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Wednesday, April 4, 2012

Tatra vs Ural: Corruption and Competition in Military Exports to India

So, here is a little gem of a scandal for everybody: east Europeans, west Europeans, Indians, economic sociologists, aficionados of global issues, students of geopolitics, people working on representations, everybody.

A few weeks ago, the Chief of Staff of the Indian Army, V.K. Singh came out with the astounding allegation that he had been offered (and turned down) a bribe of "14 crore rupees" (for non-Indians: that's 140 million INR, i.e., 2.74 mUSD at today's rates; put differently, that's 1400 months' [!] worth of salaries for full professors at state universities in India, at least according to the Sixth Pay Commission's numbers from a few years ago) for which he was supposed to agree to buy 700 "substandard trucks" for the army. This created a furor in the Indian Parliament, not to mention the defense establishment, structured partly as a row between the government and the military, partly as a series of demands for Singh's "forced removal."

I read about this scandal while in India. I left a week or so ago, and have just checked the news again. There are a couple of interesting developments. First, as it turns out, the offer was recorded on tape, making denial quite a bit more difficult than otherwise.

More fascinating, the company whose "lobbyist" offered the bribe to Singh is none other than Tatra Trucks, more than 90% of which is owned by Tatra Holdings, a company registered in Kopřivnice, the Czech Republic. Tatra traces its origins into the mid-19th century; recently it was a state-owned vehicle manufacturer, one of the leading companies in the erstwhile Czechoslovak Socialist Republic. After the regime change, it was privatized, went "close to" bankrupcy, was transformed into a holding, and bought up by a series of other companies, with controlling interest in the hands of a UK-based Indian businessman Ravi Rishi. In other words, Tatra and its complex, and murky, ownership structure is a typical example of a privatized, foreign-owned, post-state-socialist, former-state-owned enterprise. Because of this history and the ownership structure, the European Union is deeply involved in this case.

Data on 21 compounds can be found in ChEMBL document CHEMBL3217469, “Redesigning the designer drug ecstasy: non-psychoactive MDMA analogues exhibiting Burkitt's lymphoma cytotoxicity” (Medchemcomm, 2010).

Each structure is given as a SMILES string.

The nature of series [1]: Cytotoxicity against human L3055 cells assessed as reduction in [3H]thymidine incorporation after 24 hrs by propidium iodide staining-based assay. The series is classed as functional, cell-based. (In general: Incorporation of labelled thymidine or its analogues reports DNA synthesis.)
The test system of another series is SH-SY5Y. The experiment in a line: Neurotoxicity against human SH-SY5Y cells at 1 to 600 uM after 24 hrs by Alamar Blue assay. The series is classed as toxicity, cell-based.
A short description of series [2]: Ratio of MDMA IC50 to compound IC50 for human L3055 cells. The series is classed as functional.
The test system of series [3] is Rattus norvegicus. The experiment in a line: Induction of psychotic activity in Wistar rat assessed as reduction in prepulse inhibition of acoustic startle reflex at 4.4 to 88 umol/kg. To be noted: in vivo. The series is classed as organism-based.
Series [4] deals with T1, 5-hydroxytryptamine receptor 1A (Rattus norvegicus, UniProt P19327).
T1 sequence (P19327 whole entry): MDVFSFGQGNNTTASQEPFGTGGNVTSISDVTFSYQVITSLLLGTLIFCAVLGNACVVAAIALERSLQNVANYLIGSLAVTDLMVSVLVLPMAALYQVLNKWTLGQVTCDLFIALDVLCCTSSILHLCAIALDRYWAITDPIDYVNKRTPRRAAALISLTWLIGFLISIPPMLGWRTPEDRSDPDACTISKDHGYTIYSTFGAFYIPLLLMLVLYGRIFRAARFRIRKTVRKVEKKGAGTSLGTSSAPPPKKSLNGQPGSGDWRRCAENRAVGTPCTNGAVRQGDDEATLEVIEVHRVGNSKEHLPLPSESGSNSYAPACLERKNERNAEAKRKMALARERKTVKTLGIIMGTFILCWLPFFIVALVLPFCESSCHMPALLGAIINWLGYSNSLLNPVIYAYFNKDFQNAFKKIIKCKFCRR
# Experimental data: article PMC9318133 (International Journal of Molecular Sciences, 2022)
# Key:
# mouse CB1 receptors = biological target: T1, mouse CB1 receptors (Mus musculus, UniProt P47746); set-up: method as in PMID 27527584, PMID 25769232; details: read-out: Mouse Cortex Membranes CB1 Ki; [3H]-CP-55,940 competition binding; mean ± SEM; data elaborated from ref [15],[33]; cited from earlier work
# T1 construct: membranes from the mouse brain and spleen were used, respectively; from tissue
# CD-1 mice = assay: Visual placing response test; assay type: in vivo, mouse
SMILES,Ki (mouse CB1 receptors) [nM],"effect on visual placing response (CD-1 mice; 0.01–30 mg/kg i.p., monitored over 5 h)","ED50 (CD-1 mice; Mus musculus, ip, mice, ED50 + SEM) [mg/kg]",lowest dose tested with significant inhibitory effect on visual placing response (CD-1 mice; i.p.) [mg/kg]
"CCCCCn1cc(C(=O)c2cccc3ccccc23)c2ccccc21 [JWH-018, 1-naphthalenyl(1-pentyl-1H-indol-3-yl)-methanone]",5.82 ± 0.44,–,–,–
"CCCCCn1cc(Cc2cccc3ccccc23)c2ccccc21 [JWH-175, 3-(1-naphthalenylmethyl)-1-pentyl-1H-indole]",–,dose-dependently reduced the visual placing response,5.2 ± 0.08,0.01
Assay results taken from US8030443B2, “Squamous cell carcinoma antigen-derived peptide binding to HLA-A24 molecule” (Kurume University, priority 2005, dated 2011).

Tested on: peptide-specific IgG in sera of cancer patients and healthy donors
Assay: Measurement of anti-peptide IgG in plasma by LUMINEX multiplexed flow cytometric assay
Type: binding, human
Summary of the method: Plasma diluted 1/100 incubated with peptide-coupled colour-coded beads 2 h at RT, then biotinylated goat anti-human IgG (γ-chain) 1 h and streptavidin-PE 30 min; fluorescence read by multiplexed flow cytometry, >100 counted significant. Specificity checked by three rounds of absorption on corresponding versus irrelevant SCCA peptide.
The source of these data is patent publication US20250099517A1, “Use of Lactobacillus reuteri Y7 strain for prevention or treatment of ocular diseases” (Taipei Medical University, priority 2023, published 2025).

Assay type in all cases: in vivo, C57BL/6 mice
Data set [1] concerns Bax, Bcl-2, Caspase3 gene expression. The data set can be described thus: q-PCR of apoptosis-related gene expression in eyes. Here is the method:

So, to recap, the allegation made by General Singh is twofold. First, that Tatra Trucks--which has been selling vehicles to the Indian military since 1986--has been shipping vehicles that cannot handle some of the rough terrain in the Indian army's area of operation; and, second, that Tatra Truck's representatives tried to bribe him into continued purchases of the putatively defective trucks.

As always in cases of sudden revelations about bribery and corruption, it might be informative to learn who Tatra Trucks' competitors are. And here is the ironical twist. The main competitor is none other than a company called Ural. According to The Hindu, "Led by Kolkata-based businessman J.K. Saraf, Ural is a joint venture between Russian firm Uralaz and Mr. Saraf's Motijug ind., which manufactures heavy vehicles at Haldia, in W Bengal." To be remembered is that V K Singh is rumored to be close to the nationalist populist chief minister Mamata Bannerjee's Trinamul Congress party that has recently ousted the CPI(M) government of West Bengal after nearly 30 years in power.

So, we have a cut-throat competition between two former-Warsaw-Pact-based companies. One is located squarely in the EU; the other has the might of Russia, and some Indian capital, behind it. Both are working feverishly to supply India, the world's largest import market for military equipment. What a powerful story about the intertwining of the power of history, geopolitics and crime--in short: "business!"

cover page of the book

cover page of the book
image used for the cover design by Anannya Dasgupta